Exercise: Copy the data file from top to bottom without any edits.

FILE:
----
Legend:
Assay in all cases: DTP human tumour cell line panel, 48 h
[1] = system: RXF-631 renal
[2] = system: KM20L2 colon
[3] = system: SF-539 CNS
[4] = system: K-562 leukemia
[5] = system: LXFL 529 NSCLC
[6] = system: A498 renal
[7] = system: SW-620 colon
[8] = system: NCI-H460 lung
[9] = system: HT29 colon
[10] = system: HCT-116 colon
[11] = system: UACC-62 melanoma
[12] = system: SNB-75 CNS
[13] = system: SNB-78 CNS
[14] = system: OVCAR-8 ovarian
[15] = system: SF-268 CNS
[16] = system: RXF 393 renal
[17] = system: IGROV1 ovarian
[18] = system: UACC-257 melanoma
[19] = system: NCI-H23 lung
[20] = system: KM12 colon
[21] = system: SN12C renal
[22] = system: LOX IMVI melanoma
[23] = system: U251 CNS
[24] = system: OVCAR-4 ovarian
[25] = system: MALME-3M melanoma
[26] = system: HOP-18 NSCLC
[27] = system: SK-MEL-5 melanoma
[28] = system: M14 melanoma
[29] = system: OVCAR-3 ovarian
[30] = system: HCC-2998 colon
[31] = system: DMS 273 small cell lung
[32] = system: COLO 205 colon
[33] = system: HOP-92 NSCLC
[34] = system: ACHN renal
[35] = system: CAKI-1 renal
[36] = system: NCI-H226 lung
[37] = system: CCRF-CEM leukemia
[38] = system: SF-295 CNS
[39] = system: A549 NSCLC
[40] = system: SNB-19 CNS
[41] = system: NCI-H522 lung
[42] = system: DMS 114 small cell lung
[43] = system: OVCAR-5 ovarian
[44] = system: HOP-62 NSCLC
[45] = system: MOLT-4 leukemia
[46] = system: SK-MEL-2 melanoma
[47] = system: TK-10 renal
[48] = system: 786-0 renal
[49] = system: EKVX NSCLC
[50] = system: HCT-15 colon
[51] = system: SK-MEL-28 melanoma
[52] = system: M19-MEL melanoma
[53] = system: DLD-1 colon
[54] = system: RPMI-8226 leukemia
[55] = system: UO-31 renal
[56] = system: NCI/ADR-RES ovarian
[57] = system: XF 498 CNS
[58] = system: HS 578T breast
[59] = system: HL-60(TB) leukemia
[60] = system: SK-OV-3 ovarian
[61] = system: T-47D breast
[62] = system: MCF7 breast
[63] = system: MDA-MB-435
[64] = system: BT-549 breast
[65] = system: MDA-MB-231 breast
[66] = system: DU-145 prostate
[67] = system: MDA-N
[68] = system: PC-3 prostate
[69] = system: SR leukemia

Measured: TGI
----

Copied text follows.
Legend:
Assay in all cases: DTP human tumour cell line panel, 48 h
[1] = system: RXF-631 renal
[2] = system: KM20L2 colon
[3] = system: SF-539 CNS
[4] = system: K-562 leukemia
[5] = system: LXFL 529 NSCLC
[6] = system: A498 renal
[7] = system: SW-620 colon
[8] = system: NCI-H460 lung
[9] = system: HT29 colon
[10] = system: HCT-116 colon
[11] = system: UACC-62 melanoma
[12] = system: SNB-75 CNS
[13] = system: SNB-78 CNS
[14] = system: OVCAR-8 ovarian
[15] = system: SF-268 CNS
[16] = system: RXF 393 renal
[17] = system: IGROV1 ovarian
[18] = system: UACC-257 melanoma
[19] = system: NCI-H23 lung
[20] = system: KM12 colon
[21] = system: SN12C renal
[22] = system: LOX IMVI melanoma
[23] = system: U251 CNS
[24] = system: OVCAR-4 ovarian
[25] = system: MALME-3M melanoma
[26] = system: HOP-18 NSCLC
[27] = system: SK-MEL-5 melanoma
[28] = system: M14 melanoma
[29] = system: OVCAR-3 ovarian
[30] = system: HCC-2998 colon
[31] = system: DMS 273 small cell lung
[32] = system: COLO 205 colon
[33] = system: HOP-92 NSCLC
[34] = system: ACHN renal
[35] = system: CAKI-1 renal
[36] = system: NCI-H226 lung
[37] = system: CCRF-CEM leukemia
[38] = system: SF-295 CNS
[39] = system: A549 NSCLC
[40] = system: SNB-19 CNS
[41] = system: NCI-H522 lung
[42] = system: DMS 114 small cell lung
[43] = system: OVCAR-5 ovarian
[44] = system: HOP-62 NSCLC
[45] = system: MOLT-4 leukemia
[46] = system: SK-MEL-2 melanoma
[47] = system: TK-10 renal
[48] = system: 786-0 renal
[49] = system: EKVX NSCLC
[50] = system: HCT-15 colon
[51] = system: SK-MEL-28 melanoma
[52] = system: M19-MEL melanoma
[53] = system: DLD-1 colon
[54] = system: RPMI-8226 leukemia
[55] = system: UO-31 renal
[56] = system: NCI/ADR-RES ovarian
[57] = system: XF 498 CNS
[58] = system: HS 578T breast
[59] = system: HL-60(TB) leukemia
[60] = system: SK-OV-3 ovarian
[61] = system: T-47D breast
[62] = system: MCF7 breast
[63] = system: MDA-MB-435
[64] = system: BT-549 breast
[65] = system: MDA-MB-231 breast
[66] = system: DU-145 prostate
[67] = system: MDA-N
[68] = system: PC-3 prostate
[69] = system: SR leukemia

Measured: TGI